Yesterday, I told you about the RSP Writers Project and showed you my roster. As a reminder, here’s the full 53-man team:
QB1 Peyton Manning LDE1 Shea McClellin QB2 Colt McCoy LDE2 Cameron Heyward QB3 Nate Davis DT1 Phil Taylor RB1 Kendall Hunter DT2 Jared Crick RB2 Pierre Thomas DT3 Terrence Cody RB3 LaMichael James DT4 Martin Tevaseu RB4 John Clay RDE1 Vinny Curry WR2 Victor Cruz RDE2 Adam Carriker WR1 Torrey Smith SLB1 Leroy Hill WR3 Anquan Boldin SLB2 Aaron Maybin WR4 T.Y. Hilton MLB1 A.J. Hawk WR5 Ted Ginn Jr. MLB2 Nick Roach WR6 Wallace Wright MLB3 Greg Jones TE1 Jimmy Graham WLB1 Jameel McClain TE2 Delanie Walker WLB2 Clark Haggans TE3 Matthew Mulligan LCB1 Morris Claiborne FB1 Charles Clay LCB2 Kyle Wilson LT1 Jonathan Martin SS1 Eric Berry RT1 Todd Herremans SS2 James Butler LT2 Levy Adcock SS3 James Ihedigbo RT2 Vlad Ducasse FS1 Ryan Clark LG1 Charlie Johnson FS2 Dwight Lowery RG1 Chad Rinehart RCB1 Ike Taylor LG2 Robert T Griffin RCB2 Will D. Allen RG2 Robert Turner C1 Max Unger K1 Ryan Longwell C2 Kris O'Dowd P1 Kevin Huber
But the actual player selections are far less interesting than the reasoning behind the players chosen. You can view the full Q&A session I had with Matt Waldman about my roster, but let me explain two of the philosophies that influenced my roster decisions.
On pass plays, offensive lineman retreat and block; their goal is to prevent the aggressors from reaching the quarterback. When DeMarcus Ware tries to get by David Diehl to get to Eli Manning, Ware is the aggressor and Diehl the defender. In those situations, offensive lineman are essentially gatekeepers, and the key to an effective gate is more about the strength of the weakest link rather than the strength of strongest one. When I built my offensive line, my goal was to avoid having any obvious weakness on which opposing defensive coordinators could focus. If you have $25 million to spend on your offensive line, the smartest move in my opinion is to evenly distribute that money, and that’s exactly what I did. While none of the starters cost more than $5 million per year, none of them cost less than $4.5 million per year, either. Essentially, the whole really is worth more than the sum of its parts.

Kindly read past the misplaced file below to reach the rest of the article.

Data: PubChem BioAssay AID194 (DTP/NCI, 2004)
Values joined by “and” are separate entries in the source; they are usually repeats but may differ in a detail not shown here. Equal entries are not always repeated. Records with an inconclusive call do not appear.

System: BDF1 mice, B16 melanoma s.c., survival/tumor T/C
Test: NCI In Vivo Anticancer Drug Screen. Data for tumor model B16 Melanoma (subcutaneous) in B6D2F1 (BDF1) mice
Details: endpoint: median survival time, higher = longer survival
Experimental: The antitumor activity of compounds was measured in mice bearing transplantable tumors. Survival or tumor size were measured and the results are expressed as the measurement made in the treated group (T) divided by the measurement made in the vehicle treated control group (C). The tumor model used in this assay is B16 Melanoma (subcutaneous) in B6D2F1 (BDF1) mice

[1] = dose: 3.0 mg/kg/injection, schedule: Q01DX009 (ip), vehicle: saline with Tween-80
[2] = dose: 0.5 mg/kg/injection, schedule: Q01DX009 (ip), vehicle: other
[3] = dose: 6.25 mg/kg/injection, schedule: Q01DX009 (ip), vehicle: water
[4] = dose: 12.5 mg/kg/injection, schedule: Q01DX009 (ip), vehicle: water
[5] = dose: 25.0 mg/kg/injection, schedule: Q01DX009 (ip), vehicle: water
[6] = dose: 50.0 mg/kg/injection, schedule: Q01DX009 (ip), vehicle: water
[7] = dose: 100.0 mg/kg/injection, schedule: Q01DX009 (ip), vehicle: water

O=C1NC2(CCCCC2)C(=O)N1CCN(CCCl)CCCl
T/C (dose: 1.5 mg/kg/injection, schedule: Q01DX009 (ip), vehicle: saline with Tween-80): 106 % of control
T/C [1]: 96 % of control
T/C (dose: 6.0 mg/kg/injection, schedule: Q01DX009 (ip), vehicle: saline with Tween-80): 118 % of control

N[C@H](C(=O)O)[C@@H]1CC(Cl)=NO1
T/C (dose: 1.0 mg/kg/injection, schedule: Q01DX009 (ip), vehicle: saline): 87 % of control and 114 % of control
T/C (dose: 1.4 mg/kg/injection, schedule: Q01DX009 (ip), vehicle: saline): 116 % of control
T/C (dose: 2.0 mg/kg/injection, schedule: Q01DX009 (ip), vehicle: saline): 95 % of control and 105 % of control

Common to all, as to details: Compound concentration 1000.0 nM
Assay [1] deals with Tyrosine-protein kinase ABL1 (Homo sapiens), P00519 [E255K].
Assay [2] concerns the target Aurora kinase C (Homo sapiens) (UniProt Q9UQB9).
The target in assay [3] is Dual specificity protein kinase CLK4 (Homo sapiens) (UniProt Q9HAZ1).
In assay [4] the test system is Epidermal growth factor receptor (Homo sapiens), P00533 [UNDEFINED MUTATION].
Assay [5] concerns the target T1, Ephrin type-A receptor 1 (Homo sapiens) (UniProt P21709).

2) For the same reason, the value of individual defensive players can be overrated
As a Jets fan, I watched Darrelle Revis have a magnificent season in 2009, shutting down practically every wide receiver and helping the other ten members on defense. He was the primary reason the Jets ranked #1 in nearly every major defensive category that season. Then, in the AFC Championship Game, Peyton Manning torched the rest of the Jets defense, as Pierre Garcon and Austin Collie combined for 18 catches for 274 yards and 2 touchdowns. If there’s a weak spot on your defense, an elite quarterback will find it. Even two great corners can be neutralized if you have poor safety play. So in building a defense, my philosophy was less focused on finding stars on defense, and more on avoiding having any weak links. Star players are great, but I think — especially given the constraints of a salary cap — building a capable pass defense is less about finding players to build around and more about avoiding having to field players whom opposing quarterbacks would be eager target.
You can read my full Q&A here.